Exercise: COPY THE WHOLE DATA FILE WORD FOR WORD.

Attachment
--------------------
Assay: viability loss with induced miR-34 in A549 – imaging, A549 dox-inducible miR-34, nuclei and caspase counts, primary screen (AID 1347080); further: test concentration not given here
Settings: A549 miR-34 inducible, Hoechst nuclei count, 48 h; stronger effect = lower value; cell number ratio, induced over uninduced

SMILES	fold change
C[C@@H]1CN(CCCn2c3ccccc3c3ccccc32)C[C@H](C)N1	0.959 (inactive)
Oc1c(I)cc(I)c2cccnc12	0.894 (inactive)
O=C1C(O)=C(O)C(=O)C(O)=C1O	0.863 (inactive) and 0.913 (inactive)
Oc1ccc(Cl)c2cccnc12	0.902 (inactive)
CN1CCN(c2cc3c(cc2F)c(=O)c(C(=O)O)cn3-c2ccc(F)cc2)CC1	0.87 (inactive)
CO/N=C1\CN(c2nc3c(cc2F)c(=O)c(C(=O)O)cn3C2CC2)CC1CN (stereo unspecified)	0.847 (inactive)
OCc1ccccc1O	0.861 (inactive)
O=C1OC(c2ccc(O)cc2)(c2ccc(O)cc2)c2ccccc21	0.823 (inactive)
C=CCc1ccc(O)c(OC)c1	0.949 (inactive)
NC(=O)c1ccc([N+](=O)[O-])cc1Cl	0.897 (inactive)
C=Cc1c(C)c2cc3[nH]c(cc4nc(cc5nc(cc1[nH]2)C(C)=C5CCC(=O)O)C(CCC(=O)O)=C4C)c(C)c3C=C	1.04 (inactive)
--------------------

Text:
Assay: viability loss with induced miR-34 in A549 – imaging, A549 dox-inducible miR-34, nuclei and caspase counts, primary screen (AID 1347080); further: test concentration not given here
Settings: A549 miR-34 inducible, Hoechst nuclei count, 48 h; stronger effect = lower value; cell number ratio, induced over uninduced

SMILES	fold change
C[C@@H]1CN(CCCn2c3ccccc3c3ccccc32)C[C@H](C)N1	0.959 (inactive)
Oc1c(I)cc(I)c2cccnc12	0.894 (inactive)
O=C1C(O)=C(O)C(=O)C(O)=C1O	0.863 (inactive) and 0.913 (inactive)
Oc1ccc(Cl)c2cccnc12	0.902 (inactive)
CN1CCN(c2cc3c(cc2F)c(=O)c(C(=O)O)cn3-c2ccc(F)cc2)CC1	0.87 (inactive)
CO/N=C1\CN(c2nc3c(cc2F)c(=O)c(C(=O)O)cn3C2CC2)CC1CN (stereo unspecified)	0.847 (inactive)
OCc1ccccc1O	0.861 (inactive)
O=C1OC(c2ccc(O)cc2)(c2ccc(O)cc2)c2ccccc21	0.823 (inactive)
C=CCc1ccc(O)c(OC)c1	0.949 (inactive)
NC(=O)c1ccc([N+](=O)[O-])cc1Cl	0.897 (inactive)
C=Cc1c(C)c2cc3[nH]c(cc4nc(cc5nc(cc1[nH]2)C(C)=C5CCC(=O)O)C(CCC(=O)O)=C4C)c(C)c3C=C	1.04 (inactive)